1. Engage employees with a compelling vision of what is expected, and provide the mission to achieve that vision. Why? What’s in it for the employee to want to achieve for you? People respond when they are doing or contributing to something bigger than themselves. When national crises such as earthquakes or hurricanes occur, people are driven to volunteer not because they have to, but because they want to. Your vision and the culture you create are the reasons you exist.

Tell your people that without them doing what they do you wouldn’t achieve the results that you desire. The way employees view a job and its role in their life is evolving. Employees don’t just come to work for a paycheck. They seek a purpose, the opportunity to do what they do best every day, and to lead a life they desire for their families and themselves.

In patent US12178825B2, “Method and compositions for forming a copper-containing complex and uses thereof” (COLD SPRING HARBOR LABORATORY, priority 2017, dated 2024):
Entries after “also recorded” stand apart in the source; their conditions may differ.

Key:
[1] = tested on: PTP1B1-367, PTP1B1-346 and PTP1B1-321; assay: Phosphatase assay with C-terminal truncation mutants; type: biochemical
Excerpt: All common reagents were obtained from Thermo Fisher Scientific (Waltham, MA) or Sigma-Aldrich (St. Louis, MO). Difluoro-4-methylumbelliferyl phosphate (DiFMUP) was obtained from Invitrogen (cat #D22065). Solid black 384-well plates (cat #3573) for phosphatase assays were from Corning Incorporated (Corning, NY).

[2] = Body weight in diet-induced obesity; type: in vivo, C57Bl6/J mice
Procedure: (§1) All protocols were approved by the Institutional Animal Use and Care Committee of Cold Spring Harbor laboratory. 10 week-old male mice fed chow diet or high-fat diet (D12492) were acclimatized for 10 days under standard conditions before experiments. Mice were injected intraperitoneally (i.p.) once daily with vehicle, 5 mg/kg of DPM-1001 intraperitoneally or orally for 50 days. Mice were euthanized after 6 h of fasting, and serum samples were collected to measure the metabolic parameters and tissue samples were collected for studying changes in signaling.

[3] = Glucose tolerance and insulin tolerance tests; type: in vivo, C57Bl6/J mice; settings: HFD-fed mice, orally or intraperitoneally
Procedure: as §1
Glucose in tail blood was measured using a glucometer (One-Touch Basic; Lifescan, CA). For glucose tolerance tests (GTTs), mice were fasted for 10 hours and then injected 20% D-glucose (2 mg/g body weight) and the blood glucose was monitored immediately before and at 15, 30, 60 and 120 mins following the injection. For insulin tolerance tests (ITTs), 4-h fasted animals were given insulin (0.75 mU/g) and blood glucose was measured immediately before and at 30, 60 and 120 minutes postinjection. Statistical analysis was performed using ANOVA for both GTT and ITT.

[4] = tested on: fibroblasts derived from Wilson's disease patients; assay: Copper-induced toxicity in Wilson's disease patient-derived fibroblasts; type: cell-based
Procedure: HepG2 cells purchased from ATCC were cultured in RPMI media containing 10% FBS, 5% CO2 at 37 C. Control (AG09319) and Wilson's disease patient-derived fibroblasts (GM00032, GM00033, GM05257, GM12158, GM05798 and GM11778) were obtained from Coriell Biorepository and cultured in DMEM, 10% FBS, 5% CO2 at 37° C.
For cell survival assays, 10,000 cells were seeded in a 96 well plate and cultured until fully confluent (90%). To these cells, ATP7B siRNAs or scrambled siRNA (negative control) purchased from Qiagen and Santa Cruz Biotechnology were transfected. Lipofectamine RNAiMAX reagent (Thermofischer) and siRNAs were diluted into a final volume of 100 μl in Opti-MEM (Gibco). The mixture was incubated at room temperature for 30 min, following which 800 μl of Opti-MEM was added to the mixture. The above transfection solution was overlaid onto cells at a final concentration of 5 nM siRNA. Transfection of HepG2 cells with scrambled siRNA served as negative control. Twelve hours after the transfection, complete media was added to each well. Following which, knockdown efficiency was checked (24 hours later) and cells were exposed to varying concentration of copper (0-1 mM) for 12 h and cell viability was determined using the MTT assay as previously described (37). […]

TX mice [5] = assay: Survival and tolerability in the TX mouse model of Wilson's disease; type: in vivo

2. Make decisions based on productivity. By keeping your eye on the goal and having your people similarly focused, everyone will understand why certain decisions are made and can buy in. If disagreements occur in discussions they are welcomed because they are focused on achieving a better outcome toward the end objective. When disagreements occur, be sure to ask what the ultimate goal is.

3. Motivate every team member to take action. People are more likely to take action if they know what is expected of them. When expectations are clearly defined, employees are less likely to disappoint their manager or their peers. Employees will work together without your direction or approval when they all know what is expected and have bought into achieving the desired results. Most people are going to live up or down to their perception of the expectations of them. If your people don’t know what is expected, don’t be surprised by what you get.